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It’s important to remember that the Pulse Check asked for total compensation, including overtime, on-call pay and bonuses. The wide variety of situations in this industry, and the broad use of mandatory overtime in healthcare, make it impossible to get a truthful picture any other way.

The variety also accounts for the wide swings within categories. Reported BMET incomes had a standard deviation of about $10,000, so you must be aware, mileage will vary!

The realization that skilled technicians are a scarce commodity is prompting the more sedentary segments of the industry to pick up and move. The average hospital BMET with 10 years of experience reported only four with the current employer. (Although some of that can be attributed to the industry practice of shifting employees when an engineering management contract is put in place.)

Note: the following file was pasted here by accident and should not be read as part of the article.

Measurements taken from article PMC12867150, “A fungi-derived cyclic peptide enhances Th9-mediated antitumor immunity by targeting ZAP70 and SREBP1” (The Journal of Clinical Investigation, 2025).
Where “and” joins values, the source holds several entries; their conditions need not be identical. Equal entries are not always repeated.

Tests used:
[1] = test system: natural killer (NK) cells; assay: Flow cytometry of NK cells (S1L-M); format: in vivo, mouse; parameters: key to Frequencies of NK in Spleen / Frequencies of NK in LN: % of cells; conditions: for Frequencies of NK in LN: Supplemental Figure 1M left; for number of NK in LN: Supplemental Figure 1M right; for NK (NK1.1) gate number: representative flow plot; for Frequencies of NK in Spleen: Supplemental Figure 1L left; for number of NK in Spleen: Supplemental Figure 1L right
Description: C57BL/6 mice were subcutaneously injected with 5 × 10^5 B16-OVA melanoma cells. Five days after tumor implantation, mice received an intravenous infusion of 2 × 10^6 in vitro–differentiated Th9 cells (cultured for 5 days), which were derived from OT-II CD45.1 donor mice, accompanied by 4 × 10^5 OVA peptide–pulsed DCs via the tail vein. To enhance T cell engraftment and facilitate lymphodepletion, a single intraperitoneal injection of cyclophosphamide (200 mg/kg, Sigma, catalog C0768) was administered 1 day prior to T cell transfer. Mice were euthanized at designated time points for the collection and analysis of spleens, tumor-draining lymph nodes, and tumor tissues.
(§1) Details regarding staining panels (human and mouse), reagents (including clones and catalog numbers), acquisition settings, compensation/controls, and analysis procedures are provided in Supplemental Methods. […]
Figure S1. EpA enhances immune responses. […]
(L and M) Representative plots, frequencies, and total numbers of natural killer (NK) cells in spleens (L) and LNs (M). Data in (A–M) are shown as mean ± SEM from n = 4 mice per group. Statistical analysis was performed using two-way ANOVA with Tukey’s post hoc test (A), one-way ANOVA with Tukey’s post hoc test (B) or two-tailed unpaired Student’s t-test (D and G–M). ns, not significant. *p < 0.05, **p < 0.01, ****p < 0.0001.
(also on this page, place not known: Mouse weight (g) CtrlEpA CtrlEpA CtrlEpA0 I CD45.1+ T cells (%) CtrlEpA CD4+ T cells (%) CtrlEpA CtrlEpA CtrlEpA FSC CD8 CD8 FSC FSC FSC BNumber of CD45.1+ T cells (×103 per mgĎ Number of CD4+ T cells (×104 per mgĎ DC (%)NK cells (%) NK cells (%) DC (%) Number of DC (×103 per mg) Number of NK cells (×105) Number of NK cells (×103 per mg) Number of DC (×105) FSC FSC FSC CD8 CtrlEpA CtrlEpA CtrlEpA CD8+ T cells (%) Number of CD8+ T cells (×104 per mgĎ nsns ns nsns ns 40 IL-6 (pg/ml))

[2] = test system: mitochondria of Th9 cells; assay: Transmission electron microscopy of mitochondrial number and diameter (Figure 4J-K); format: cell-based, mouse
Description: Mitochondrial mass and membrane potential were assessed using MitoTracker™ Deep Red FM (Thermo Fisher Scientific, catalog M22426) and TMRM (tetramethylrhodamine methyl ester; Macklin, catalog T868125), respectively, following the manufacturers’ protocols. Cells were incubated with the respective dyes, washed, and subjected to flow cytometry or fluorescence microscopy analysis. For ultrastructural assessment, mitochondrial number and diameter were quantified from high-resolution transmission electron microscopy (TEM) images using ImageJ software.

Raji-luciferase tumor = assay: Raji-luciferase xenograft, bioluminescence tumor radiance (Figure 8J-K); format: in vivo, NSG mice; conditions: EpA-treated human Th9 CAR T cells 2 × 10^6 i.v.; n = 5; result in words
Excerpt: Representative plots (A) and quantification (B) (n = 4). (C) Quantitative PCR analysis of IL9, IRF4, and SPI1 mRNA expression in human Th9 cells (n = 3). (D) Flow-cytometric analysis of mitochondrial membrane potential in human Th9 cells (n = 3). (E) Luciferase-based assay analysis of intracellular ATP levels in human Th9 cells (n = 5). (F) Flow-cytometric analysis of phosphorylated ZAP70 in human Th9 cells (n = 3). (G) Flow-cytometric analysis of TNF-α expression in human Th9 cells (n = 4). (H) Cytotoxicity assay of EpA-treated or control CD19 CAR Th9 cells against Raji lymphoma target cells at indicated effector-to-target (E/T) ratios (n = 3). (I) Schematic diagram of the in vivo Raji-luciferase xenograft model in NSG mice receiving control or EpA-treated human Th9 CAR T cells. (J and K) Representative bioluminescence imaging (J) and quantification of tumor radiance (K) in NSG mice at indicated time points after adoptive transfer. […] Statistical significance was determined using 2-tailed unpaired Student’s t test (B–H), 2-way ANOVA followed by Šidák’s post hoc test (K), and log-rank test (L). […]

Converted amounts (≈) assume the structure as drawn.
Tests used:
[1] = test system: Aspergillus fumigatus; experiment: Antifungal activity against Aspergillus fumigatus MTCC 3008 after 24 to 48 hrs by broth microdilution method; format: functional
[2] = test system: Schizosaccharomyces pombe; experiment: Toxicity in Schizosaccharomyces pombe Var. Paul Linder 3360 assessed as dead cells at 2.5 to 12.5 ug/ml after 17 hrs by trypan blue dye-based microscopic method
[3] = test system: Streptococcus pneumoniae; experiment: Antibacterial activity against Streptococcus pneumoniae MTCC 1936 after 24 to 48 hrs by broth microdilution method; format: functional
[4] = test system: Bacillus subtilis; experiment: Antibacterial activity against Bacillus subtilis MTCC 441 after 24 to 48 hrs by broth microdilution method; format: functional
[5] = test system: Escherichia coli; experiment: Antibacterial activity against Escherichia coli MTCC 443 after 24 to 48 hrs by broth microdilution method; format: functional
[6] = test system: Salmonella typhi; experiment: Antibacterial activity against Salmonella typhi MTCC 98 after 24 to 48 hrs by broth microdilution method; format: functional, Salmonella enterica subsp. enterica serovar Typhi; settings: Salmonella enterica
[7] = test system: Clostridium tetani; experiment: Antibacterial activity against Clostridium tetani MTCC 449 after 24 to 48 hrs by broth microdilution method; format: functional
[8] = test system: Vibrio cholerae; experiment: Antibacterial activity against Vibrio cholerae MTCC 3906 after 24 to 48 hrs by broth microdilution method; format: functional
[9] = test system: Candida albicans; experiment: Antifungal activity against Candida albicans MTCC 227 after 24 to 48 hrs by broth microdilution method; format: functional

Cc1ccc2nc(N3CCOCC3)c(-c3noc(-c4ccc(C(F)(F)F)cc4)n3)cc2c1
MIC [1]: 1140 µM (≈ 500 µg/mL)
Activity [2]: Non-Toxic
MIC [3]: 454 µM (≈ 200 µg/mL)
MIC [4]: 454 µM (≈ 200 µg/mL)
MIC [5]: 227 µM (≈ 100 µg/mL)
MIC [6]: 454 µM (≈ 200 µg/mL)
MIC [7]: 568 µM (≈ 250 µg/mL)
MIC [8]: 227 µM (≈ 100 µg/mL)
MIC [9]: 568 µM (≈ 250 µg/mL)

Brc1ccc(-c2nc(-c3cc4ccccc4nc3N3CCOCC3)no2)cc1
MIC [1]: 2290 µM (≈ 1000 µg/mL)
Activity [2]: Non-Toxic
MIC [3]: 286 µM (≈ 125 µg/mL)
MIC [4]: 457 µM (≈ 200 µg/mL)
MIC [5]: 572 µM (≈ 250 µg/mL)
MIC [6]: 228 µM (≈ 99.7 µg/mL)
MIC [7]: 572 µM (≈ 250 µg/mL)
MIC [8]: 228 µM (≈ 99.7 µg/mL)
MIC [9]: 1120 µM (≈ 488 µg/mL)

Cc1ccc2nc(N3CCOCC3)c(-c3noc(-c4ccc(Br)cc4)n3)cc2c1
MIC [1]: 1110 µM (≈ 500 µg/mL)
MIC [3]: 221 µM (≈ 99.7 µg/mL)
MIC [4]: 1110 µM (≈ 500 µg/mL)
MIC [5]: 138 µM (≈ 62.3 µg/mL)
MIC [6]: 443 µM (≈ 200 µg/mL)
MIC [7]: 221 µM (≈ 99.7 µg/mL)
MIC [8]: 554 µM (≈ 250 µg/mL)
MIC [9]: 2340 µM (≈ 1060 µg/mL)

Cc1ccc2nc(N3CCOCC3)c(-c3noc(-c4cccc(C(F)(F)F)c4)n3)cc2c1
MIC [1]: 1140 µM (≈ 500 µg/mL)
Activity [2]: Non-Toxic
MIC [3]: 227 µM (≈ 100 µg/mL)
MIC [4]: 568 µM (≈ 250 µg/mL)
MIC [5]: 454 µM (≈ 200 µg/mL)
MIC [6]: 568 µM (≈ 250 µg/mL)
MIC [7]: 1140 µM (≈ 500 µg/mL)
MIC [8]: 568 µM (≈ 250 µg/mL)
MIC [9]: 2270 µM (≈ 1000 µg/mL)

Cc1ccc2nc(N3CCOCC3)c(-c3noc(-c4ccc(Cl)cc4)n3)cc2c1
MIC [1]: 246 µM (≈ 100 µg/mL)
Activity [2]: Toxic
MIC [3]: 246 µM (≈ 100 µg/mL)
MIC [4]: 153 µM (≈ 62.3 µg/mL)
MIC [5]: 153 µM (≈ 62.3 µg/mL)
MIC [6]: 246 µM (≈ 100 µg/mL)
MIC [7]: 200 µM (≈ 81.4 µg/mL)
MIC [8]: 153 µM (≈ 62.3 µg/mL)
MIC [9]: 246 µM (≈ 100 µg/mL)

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A hospital CBET with five years of experience pushed his income over $50,000 by changing employers. He recommended, “The best, and sometimes only, way to get any substantial raise at my level seems to be to make a change of employer or threaten to.”

Imaging specialists continue to be the highest paid technical people, averaging in the $65-70,000 range for a field service engineer (FSE).

Salary Range by Years Experience